As a European settler nation in a globalising world, Australia may function as Europe's antipodean mirror image, given its long track record of imposing an exclusionary identity, discrete essentialist binaries and forbidding borders, which have kept the make-up of its population largely European. The Australian example of asylum policy is not alien to the current European initiative to employ Turkey as a buffer zone against the Middle-Eastern influx, which recalls the Australian refugee policy of mandatory detention in New Guinea and the Pacific island-state of Nauru. Human right groups have called Australia's asylum seeker policies "an appeal for fear and racism" (ABC News, 28 May 2010), and this is nothing new as the "yellow peril" has been the object of political action ever since Chinese immigrants participated in the mid-nineteenth century gold rushes. The White Australia Policy was paralleled by the nation-state's mistreatment of the Indigenous population, who were equally excluded from Australian society, politics and history, so that the (mis)management of Australian identity operates both internally and externally, as it does in the European Union nowadays. It is therefore not surprising to see leaders of xenophobic European parties such as the Dutch politician Geert Wilders give their active, full support to like-minded political formations in Australia, which is suggestive of some structural synergies between Europe and Australia in identity matters. In the face of the violence generated by resurfacing racism, national redefinition and the lack of universal citizenship, Etienne Balibar's call, echoed in Khair's words above, to "civilize the state" in support of a politics of emancipation and transformation is as valid for Australia as it is for Europe (Politics and the Other Scene, Verso 2002 [Fr.1997]).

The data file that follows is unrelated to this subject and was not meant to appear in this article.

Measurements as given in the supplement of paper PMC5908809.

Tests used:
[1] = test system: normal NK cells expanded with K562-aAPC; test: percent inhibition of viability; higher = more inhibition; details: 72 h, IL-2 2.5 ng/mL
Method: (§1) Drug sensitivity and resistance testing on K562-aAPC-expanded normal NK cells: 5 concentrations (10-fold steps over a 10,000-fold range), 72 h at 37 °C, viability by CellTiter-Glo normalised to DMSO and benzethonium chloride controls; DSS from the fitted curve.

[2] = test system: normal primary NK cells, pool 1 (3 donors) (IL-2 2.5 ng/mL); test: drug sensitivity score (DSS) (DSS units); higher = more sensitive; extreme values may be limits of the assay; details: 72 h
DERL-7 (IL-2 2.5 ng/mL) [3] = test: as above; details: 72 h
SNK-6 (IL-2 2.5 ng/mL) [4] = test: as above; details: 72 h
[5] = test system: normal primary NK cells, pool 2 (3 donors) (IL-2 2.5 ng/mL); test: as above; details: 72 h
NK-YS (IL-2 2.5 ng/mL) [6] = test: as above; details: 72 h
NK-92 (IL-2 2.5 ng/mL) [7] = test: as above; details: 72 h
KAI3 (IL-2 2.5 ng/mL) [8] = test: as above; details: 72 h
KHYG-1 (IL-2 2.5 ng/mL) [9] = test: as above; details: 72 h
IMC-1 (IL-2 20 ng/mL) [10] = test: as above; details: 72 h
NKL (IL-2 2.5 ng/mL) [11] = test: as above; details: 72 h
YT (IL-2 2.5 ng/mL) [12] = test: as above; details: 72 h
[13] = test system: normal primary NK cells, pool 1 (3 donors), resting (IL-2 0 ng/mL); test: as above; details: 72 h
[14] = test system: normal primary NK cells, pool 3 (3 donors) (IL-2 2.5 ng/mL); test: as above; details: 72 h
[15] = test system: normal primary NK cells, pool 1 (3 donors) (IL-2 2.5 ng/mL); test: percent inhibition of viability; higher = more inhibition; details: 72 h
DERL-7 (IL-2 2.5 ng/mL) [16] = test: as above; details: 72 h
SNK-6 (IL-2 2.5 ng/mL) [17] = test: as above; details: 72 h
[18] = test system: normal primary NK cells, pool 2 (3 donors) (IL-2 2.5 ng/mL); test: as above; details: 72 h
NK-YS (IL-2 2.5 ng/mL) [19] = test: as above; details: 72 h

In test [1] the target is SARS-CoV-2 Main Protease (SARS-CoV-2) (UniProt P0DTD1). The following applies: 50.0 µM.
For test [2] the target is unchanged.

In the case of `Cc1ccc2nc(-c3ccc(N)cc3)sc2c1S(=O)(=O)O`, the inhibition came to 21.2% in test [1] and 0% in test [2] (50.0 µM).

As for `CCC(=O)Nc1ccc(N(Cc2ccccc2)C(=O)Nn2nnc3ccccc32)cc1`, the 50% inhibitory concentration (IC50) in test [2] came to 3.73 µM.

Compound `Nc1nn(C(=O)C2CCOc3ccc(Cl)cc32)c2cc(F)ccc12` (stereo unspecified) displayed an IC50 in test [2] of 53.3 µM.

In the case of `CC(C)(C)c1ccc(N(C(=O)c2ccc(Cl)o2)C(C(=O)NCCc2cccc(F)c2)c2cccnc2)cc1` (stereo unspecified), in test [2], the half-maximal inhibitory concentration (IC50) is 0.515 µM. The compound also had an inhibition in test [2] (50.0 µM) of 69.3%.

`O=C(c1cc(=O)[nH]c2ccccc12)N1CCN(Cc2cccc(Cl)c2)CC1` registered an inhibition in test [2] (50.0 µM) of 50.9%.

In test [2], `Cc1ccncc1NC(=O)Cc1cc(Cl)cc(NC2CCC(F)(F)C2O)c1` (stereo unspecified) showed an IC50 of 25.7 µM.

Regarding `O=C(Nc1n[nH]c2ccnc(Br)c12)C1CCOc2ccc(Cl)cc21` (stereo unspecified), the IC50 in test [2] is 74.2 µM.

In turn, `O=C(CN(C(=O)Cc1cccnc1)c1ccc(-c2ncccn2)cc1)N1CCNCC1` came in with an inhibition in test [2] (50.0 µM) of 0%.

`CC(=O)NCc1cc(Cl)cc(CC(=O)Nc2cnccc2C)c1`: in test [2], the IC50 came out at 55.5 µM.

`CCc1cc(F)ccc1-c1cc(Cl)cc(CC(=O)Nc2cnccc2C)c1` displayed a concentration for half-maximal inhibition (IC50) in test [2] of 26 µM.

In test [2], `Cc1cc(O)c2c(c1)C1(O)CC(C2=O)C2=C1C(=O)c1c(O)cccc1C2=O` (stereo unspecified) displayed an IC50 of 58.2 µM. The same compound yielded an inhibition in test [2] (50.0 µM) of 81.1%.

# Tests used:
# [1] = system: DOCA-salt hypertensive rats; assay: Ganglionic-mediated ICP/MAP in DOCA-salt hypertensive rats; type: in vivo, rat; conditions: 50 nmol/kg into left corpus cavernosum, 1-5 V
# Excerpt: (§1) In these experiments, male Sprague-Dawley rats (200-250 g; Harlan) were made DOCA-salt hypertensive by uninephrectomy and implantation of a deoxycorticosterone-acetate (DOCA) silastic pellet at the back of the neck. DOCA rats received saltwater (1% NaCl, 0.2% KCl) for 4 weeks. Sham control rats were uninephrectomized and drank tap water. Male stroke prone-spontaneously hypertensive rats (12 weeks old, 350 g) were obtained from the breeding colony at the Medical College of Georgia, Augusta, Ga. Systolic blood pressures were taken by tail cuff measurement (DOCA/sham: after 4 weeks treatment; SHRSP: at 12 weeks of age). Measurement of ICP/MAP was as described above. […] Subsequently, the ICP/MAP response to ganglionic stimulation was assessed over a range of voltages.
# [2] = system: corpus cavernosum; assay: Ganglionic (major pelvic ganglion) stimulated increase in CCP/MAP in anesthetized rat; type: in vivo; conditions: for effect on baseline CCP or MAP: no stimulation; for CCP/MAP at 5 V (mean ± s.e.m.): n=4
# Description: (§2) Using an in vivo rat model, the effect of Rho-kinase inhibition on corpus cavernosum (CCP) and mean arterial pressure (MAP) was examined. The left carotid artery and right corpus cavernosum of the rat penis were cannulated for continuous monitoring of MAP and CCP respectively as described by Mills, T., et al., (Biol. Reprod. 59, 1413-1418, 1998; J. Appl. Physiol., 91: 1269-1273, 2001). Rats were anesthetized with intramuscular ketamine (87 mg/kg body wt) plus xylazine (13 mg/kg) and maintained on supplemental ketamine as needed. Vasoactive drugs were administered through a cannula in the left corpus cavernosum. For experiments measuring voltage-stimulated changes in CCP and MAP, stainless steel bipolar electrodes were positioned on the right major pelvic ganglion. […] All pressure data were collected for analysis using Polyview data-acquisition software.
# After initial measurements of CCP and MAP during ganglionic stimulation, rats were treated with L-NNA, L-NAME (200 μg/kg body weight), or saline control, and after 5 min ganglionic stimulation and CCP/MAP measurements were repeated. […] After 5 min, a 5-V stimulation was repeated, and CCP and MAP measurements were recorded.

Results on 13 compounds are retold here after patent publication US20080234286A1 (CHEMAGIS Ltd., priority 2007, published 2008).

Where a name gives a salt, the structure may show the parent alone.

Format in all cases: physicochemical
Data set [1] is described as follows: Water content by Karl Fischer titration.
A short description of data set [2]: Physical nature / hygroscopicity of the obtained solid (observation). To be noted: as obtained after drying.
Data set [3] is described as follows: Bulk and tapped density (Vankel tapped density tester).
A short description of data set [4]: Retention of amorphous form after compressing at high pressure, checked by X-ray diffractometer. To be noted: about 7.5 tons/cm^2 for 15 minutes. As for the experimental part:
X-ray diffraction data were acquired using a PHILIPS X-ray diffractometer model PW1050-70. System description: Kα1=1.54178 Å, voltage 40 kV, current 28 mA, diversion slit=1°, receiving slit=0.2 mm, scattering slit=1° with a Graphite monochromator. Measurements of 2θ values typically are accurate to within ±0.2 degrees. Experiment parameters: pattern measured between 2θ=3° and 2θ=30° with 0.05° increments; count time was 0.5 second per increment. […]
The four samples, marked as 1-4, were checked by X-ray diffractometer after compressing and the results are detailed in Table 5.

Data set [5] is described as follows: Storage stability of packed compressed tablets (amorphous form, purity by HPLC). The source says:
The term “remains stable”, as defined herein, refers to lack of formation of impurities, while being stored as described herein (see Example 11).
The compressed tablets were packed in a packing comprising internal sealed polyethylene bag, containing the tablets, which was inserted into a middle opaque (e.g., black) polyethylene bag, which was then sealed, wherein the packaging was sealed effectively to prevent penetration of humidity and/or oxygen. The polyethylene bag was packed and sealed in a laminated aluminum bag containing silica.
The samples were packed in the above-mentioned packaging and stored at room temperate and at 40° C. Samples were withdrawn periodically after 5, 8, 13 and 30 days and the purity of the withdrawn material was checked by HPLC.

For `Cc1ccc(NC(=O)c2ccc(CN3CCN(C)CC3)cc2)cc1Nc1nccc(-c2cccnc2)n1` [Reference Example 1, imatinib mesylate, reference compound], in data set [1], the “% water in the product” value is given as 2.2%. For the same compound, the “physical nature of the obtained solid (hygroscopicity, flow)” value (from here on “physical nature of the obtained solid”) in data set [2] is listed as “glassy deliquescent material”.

Bearing in mind the above context, this conference aims to explore the following questions:

 How do Europe and Australia respond to the growing internationalisation of issues once deemed managable on the national level, be they of an economic, demographic, social, political or climatic kind?

 To what extent is the re/turn to nationalism a credible and viable response to the problems that assail both continents? Are these the product of a common sense or fear?